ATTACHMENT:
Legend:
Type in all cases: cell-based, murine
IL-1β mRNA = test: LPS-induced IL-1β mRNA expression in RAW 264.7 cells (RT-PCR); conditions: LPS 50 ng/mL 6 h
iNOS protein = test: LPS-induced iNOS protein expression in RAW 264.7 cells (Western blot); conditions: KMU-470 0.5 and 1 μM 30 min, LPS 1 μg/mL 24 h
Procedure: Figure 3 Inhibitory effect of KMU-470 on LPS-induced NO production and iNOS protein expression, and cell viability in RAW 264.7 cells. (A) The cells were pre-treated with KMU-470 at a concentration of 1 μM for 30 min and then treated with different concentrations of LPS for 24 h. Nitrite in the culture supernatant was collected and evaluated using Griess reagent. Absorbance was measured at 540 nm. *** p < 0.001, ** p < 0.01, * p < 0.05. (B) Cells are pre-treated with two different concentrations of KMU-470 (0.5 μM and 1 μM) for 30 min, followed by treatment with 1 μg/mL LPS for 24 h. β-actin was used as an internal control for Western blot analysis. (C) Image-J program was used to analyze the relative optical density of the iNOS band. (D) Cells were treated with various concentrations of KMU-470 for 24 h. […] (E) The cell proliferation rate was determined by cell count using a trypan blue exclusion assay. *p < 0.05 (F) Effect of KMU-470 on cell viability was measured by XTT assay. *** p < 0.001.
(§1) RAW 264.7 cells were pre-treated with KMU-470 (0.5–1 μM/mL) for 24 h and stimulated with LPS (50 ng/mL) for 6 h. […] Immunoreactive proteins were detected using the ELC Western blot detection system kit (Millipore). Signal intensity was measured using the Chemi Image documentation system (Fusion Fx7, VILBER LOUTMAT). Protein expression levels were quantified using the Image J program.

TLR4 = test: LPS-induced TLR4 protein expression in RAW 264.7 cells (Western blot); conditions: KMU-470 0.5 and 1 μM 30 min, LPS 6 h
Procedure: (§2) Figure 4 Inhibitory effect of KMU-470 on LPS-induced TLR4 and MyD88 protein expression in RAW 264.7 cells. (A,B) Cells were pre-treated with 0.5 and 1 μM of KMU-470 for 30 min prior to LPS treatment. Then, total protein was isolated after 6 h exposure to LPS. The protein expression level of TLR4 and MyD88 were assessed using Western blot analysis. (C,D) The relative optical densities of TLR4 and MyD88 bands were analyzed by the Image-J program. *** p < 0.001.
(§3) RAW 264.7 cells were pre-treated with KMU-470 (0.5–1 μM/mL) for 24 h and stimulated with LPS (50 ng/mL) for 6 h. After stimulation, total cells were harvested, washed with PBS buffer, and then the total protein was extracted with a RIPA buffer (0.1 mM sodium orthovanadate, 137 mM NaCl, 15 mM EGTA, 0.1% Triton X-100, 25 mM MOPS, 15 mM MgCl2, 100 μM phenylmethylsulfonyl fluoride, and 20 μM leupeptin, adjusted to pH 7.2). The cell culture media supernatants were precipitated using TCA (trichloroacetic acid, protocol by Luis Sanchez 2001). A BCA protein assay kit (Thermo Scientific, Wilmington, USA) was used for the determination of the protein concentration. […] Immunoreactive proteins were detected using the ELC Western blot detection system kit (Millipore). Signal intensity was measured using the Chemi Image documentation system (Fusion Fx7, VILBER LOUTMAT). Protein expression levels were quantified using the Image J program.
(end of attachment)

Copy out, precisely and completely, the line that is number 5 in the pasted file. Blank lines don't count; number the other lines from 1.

Procedure: Figure 3 Inhibitory effect of KMU-470 on LPS-induced NO production and iNOS protein expression, and cell viability in RAW 264.7 cells. (A) The cells were pre-treated with KMU-470 at a concentration of 1 μM for 30 min and then treated with different concentrations of LPS for 24 h. Nitrite in the culture supernatant was collected and evaluated using Griess reagent. Absorbance was measured at 540 nm. *** p < 0.001, ** p < 0.01, * p < 0.05. (B) Cells are pre-treated with two different concentrations of KMU-470 (0.5 μM and 1 μM) for 30 min, followed by treatment with 1 μg/mL LPS for 24 h. β-actin was used as an internal control for Western blot analysis. (C) Image-J program was used to analyze the relative optical density of the iNOS band. (D) Cells were treated with various concentrations of KMU-470 for 24 h. […] (E) The cell proliferation rate was determined by cell count using a trypan blue exclusion assay. *p < 0.05 (F) Effect of KMU-470 on cell viability was measured by XTT assay. *** p < 0.001.